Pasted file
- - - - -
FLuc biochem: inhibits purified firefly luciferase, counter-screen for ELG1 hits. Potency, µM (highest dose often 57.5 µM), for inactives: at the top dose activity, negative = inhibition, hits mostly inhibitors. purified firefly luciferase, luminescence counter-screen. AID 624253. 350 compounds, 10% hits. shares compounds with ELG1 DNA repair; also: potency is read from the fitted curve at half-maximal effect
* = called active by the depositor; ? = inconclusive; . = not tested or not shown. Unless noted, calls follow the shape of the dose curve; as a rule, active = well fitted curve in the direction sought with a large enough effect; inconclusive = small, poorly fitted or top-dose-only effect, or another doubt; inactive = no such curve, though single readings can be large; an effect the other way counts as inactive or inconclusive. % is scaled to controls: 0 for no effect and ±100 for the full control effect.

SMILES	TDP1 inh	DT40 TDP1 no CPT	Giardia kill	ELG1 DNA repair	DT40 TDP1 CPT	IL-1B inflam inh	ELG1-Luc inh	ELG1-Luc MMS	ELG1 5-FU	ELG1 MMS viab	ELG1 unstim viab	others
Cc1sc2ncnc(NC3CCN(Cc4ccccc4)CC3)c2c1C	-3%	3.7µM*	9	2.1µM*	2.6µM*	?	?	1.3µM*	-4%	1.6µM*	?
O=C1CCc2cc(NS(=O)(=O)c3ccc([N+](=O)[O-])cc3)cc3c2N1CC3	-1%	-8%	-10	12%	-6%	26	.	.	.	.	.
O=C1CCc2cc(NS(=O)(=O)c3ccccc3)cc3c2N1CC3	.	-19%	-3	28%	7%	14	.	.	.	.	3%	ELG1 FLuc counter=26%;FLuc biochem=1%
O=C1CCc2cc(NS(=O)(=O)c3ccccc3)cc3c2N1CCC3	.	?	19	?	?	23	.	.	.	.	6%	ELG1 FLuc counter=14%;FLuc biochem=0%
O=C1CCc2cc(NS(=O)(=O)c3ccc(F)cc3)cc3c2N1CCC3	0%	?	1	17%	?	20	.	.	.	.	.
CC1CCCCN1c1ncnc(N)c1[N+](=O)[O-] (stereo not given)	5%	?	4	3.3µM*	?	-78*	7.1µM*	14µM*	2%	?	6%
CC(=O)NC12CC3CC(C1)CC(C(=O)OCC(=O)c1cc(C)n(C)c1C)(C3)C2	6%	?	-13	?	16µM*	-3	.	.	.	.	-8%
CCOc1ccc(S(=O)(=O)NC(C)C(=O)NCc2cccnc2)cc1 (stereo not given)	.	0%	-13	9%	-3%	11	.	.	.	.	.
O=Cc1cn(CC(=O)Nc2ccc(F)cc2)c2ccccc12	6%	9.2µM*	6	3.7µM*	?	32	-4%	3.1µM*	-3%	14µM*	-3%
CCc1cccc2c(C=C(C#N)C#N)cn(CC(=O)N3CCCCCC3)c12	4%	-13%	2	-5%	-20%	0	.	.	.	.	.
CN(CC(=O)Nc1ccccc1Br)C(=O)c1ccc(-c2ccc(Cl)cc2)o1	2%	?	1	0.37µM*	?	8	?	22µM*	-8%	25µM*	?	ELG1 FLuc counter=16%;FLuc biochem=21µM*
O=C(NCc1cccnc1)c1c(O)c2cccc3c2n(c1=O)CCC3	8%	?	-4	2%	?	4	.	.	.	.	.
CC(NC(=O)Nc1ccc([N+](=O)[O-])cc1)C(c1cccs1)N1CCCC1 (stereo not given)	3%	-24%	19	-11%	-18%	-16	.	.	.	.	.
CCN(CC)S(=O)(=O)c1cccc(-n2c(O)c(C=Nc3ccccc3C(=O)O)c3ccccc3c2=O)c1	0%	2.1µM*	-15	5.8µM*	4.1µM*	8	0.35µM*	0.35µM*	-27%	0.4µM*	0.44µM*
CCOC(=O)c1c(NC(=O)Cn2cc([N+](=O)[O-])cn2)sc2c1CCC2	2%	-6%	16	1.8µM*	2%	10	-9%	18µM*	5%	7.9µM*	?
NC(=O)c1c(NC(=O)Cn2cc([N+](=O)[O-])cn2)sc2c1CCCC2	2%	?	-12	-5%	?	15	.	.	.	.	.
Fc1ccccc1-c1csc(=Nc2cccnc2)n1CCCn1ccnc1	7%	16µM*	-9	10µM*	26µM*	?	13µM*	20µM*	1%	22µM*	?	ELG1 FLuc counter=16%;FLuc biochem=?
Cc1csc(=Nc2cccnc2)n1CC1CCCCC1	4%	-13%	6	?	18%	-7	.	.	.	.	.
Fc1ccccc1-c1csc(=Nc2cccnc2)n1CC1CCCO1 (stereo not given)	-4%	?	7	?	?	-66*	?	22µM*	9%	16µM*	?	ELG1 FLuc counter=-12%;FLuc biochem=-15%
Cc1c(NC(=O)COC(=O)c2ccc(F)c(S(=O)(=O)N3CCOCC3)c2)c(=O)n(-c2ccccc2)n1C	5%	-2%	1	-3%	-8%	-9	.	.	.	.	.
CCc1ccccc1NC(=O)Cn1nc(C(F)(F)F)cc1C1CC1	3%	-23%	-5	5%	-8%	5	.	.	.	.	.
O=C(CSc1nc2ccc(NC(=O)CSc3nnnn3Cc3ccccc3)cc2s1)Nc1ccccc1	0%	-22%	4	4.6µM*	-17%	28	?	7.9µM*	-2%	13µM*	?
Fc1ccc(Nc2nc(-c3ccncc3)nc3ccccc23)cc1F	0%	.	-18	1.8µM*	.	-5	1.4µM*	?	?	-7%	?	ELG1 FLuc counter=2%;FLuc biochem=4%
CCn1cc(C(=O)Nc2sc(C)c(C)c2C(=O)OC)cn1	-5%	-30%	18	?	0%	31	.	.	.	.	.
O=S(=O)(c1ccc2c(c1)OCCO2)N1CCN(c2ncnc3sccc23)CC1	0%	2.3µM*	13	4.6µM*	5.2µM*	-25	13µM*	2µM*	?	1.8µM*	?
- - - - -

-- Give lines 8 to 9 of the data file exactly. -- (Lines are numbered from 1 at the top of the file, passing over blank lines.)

O=C1CCc2cc(NS(=O)(=O)c3ccc(F)cc3)cc3c2N1CCC3	0%	?	1	17%	?	20	.	.	.	.	.
CC1CCCCN1c1ncnc(N)c1[N+](=O)[O-] (stereo not given)	5%	?	4	3.3µM*	?	-78*	7.1µM*	14µM*	2%	?	6%